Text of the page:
Kostinsky Sergey Konstantinovich 

Soviet astronomer, corresponding member of the Academy of Sciences of the USSR, founder of Russian astrophotography. 
Born in Moscow. In 1890 he graduated from Moscow University, from 1894 until the end of his life he worked at the Pulkovo Observatory. In the 1920s he was also a professor at Leningrad University. 
In the first years of his work at Pulkovo, Kostinsky investigated changes in astronomical latitudes; He proposed a method for calculating the curve of motion of the pole, which was universally recognized. He was one of the founders of astrophotography and photographic astrometry, gathered a huge collection of photographs of the sky, including photographs of individual sections of the sky, which formed the basis of the so-called Pulkovo Glass Library. Comparing them with photographs obtained at the Pulkovo Observatory later allowed us to compile a catalog of proper motions of 18 thousand stars. Kostinsky elaborated a method for measuring the position of stars using photographic plates and derived formulas for the reductions of these measurements.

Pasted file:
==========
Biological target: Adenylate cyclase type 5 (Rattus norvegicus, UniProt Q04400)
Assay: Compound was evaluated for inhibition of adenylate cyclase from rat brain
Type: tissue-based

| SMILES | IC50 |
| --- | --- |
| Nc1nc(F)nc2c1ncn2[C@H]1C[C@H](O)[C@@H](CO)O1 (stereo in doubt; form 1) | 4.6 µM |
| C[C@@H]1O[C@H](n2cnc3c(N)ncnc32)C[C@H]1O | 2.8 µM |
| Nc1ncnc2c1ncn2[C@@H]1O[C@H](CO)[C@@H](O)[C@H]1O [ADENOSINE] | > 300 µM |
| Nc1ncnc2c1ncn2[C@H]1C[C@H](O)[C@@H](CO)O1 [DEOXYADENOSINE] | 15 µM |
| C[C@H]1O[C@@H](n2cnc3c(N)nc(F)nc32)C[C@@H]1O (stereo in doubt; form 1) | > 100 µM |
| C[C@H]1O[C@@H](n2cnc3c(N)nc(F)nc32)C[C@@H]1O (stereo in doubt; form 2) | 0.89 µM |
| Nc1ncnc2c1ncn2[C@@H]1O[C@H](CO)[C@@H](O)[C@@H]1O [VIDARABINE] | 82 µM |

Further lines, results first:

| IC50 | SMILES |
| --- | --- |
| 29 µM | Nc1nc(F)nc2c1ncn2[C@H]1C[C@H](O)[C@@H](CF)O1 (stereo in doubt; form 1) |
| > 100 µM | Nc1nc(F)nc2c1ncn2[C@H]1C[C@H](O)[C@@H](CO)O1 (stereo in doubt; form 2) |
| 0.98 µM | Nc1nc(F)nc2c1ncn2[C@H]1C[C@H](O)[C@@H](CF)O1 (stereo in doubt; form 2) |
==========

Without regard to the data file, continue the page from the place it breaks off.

In 1906 Kostinsky discovered the phenomenon of interaction between two neighboring images on a plate of close binary stars (Kostinsky phenomenon). One of the directions of his scientific activity was the study of latitude variability; he derived a formula for determining the coordinates of the Earth's poles on the variability of latitude observatories. 
Kostinsky participated in a number of expeditions, including in 1896 to Novaya Zemlya to observe a total solar eclipse and in 1899–1901. on Svalbard to measure the arc of the earth meridian. 
He died in Pulkovo, buried in the cemetery of the Pulkovo Observatory. 
Mountain on the island of West Svalbard. 
Named in 1899-1901  expedition on "degree measurement".


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